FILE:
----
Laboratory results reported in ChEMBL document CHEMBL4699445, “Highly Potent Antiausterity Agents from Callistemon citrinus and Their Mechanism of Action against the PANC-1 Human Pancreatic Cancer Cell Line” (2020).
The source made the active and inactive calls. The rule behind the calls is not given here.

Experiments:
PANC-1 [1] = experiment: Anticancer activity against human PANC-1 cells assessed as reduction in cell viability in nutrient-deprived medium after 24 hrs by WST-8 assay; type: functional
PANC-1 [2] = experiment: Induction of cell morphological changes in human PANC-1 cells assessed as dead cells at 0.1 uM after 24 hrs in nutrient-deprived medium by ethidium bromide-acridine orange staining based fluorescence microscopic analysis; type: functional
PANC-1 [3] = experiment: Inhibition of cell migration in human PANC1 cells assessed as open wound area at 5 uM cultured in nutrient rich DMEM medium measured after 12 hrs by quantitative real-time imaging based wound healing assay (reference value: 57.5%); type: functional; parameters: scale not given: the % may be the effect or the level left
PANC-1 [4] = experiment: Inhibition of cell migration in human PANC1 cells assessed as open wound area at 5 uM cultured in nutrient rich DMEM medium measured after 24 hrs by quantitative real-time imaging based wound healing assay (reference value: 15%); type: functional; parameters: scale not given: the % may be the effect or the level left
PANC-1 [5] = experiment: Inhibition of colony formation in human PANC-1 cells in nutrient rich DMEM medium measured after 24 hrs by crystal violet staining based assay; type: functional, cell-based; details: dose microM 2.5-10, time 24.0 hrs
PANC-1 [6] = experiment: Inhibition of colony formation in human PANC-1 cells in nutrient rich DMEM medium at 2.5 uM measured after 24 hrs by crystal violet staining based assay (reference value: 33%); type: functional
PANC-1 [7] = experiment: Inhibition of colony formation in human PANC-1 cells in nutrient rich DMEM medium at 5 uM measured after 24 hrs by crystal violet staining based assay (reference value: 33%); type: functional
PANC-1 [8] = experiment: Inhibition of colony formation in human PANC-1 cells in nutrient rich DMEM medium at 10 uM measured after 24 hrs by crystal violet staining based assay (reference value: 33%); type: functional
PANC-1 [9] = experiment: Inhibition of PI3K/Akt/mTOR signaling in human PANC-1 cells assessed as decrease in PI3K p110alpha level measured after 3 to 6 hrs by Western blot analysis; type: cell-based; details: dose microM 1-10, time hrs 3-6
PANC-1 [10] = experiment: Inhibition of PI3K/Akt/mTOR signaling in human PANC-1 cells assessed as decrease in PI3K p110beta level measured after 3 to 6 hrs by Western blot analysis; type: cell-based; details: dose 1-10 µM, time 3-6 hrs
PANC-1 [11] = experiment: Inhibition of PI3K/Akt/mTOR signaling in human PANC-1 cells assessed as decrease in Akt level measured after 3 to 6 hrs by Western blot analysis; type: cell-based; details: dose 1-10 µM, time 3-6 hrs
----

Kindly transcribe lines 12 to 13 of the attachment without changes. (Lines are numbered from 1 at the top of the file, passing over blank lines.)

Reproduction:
PANC-1 [9] = experiment: Inhibition of PI3K/Akt/mTOR signaling in human PANC-1 cells assessed as decrease in PI3K p110alpha level measured after 3 to 6 hrs by Western blot analysis; type: cell-based; details: dose microM 1-10, time hrs 3-6
PANC-1 [10] = experiment: Inhibition of PI3K/Akt/mTOR signaling in human PANC-1 cells assessed as decrease in PI3K p110beta level measured after 3 to 6 hrs by Western blot analysis; type: cell-based; details: dose 1-10 µM, time 3-6 hrs